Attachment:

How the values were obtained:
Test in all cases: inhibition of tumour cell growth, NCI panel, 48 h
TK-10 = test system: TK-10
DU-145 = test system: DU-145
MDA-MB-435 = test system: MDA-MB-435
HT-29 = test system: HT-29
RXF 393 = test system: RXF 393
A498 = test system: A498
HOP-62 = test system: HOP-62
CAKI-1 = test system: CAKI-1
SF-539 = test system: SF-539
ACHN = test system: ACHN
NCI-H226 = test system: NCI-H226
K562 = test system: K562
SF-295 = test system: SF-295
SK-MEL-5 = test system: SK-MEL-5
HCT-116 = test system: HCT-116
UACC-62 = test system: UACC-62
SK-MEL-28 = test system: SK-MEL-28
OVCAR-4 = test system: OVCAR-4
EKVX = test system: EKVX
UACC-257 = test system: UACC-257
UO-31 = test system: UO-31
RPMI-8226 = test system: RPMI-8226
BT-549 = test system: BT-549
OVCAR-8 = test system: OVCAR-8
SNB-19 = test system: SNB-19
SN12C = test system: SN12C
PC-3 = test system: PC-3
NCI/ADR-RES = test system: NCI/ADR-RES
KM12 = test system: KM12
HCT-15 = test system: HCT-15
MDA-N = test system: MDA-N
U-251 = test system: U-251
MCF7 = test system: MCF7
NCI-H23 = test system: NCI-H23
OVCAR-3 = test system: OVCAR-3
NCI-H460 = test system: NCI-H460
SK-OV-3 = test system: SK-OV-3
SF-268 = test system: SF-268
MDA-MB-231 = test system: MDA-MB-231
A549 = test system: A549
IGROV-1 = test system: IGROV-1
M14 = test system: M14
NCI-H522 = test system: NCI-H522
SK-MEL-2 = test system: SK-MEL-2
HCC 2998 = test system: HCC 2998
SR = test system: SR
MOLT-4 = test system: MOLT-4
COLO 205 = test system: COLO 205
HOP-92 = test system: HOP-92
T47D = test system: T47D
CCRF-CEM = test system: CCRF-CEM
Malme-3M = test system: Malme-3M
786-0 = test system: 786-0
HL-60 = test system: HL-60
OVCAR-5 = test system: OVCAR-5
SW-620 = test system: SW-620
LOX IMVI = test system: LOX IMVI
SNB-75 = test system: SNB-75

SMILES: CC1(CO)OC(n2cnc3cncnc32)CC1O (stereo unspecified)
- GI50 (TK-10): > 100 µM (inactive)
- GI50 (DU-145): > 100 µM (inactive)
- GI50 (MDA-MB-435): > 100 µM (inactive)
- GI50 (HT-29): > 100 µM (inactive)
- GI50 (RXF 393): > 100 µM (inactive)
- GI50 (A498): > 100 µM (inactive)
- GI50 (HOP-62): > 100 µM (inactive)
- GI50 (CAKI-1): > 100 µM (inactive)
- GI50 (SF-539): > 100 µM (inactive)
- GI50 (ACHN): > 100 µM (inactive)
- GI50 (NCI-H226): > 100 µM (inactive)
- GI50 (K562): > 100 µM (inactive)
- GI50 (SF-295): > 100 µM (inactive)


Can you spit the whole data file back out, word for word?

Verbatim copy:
How the values were obtained:
Test in all cases: inhibition of tumour cell growth, NCI panel, 48 h
TK-10 = test system: TK-10
DU-145 = test system: DU-145
MDA-MB-435 = test system: MDA-MB-435
HT-29 = test system: HT-29
RXF 393 = test system: RXF 393
A498 = test system: A498
HOP-62 = test system: HOP-62
CAKI-1 = test system: CAKI-1
SF-539 = test system: SF-539
ACHN = test system: ACHN
NCI-H226 = test system: NCI-H226
K562 = test system: K562
SF-295 = test system: SF-295
SK-MEL-5 = test system: SK-MEL-5
HCT-116 = test system: HCT-116
UACC-62 = test system: UACC-62
SK-MEL-28 = test system: SK-MEL-28
OVCAR-4 = test system: OVCAR-4
EKVX = test system: EKVX
UACC-257 = test system: UACC-257
UO-31 = test system: UO-31
RPMI-8226 = test system: RPMI-8226
BT-549 = test system: BT-549
OVCAR-8 = test system: OVCAR-8
SNB-19 = test system: SNB-19
SN12C = test system: SN12C
PC-3 = test system: PC-3
NCI/ADR-RES = test system: NCI/ADR-RES
KM12 = test system: KM12
HCT-15 = test system: HCT-15
MDA-N = test system: MDA-N
U-251 = test system: U-251
MCF7 = test system: MCF7
NCI-H23 = test system: NCI-H23
OVCAR-3 = test system: OVCAR-3
NCI-H460 = test system: NCI-H460
SK-OV-3 = test system: SK-OV-3
SF-268 = test system: SF-268
MDA-MB-231 = test system: MDA-MB-231
A549 = test system: A549
IGROV-1 = test system: IGROV-1
M14 = test system: M14
NCI-H522 = test system: NCI-H522
SK-MEL-2 = test system: SK-MEL-2
HCC 2998 = test system: HCC 2998
SR = test system: SR
MOLT-4 = test system: MOLT-4
COLO 205 = test system: COLO 205
HOP-92 = test system: HOP-92
T47D = test system: T47D
CCRF-CEM = test system: CCRF-CEM
Malme-3M = test system: Malme-3M
786-0 = test system: 786-0
HL-60 = test system: HL-60
OVCAR-5 = test system: OVCAR-5
SW-620 = test system: SW-620
LOX IMVI = test system: LOX IMVI
SNB-75 = test system: SNB-75

SMILES: CC1(CO)OC(n2cnc3cncnc32)CC1O (stereo unspecified)
- GI50 (TK-10): > 100 µM (inactive)
- GI50 (DU-145): > 100 µM (inactive)
- GI50 (MDA-MB-435): > 100 µM (inactive)
- GI50 (HT-29): > 100 µM (inactive)
- GI50 (RXF 393): > 100 µM (inactive)
- GI50 (A498): > 100 µM (inactive)
- GI50 (HOP-62): > 100 µM (inactive)
- GI50 (CAKI-1): > 100 µM (inactive)
- GI50 (SF-539): > 100 µM (inactive)
- GI50 (ACHN): > 100 µM (inactive)
- GI50 (NCI-H226): > 100 µM (inactive)
- GI50 (K562): > 100 µM (inactive)
- GI50 (SF-295): > 100 µM (inactive)